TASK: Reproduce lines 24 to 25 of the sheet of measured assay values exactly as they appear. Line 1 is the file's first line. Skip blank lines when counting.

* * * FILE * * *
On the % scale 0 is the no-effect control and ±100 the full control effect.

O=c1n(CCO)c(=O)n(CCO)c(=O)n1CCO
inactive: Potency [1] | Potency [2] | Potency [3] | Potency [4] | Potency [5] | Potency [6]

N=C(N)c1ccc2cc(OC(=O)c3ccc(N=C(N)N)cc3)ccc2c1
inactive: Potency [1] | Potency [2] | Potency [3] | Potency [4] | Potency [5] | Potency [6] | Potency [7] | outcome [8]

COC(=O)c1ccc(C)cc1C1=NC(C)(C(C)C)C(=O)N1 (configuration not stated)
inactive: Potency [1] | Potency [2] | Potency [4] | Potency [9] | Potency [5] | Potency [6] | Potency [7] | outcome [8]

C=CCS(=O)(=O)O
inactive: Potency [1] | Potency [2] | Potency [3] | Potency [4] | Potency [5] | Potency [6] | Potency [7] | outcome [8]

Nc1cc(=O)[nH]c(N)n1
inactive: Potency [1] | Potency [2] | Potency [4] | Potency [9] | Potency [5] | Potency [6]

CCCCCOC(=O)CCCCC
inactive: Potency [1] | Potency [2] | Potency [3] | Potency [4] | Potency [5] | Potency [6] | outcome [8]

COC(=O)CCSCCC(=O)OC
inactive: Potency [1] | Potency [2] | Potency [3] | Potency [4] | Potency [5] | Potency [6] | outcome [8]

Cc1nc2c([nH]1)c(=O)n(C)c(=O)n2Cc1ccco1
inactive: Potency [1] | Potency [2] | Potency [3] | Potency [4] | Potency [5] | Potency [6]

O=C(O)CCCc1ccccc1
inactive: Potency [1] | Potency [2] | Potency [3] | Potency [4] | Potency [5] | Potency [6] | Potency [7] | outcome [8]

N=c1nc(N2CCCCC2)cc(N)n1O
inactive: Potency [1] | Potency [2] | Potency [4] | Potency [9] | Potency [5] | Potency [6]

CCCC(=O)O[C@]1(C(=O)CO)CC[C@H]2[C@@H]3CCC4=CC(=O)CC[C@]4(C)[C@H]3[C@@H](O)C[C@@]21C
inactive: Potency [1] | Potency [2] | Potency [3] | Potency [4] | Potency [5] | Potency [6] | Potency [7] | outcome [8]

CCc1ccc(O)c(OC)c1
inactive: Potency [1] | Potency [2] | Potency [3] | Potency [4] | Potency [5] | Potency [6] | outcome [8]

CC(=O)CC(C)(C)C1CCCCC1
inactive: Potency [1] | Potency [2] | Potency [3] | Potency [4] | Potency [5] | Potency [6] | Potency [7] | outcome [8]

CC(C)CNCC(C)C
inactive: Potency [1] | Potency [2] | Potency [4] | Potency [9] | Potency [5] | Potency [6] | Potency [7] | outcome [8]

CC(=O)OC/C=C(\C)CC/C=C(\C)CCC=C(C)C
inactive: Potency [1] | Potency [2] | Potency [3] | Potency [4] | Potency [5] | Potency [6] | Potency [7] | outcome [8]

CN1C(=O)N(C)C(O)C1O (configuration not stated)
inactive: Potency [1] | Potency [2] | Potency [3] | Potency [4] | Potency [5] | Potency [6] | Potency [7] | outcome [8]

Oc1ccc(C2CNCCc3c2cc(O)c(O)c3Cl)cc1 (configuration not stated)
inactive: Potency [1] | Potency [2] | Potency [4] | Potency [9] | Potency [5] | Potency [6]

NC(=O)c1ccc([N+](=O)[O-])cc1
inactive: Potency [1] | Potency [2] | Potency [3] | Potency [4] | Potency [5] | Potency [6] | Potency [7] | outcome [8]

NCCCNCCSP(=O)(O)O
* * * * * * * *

CCc1ccc(O)c(OC)c1
inactive: Potency [1] | Potency [2] | Potency [3] | Potency [4] | Potency [5] | Potency [6] | outcome [8]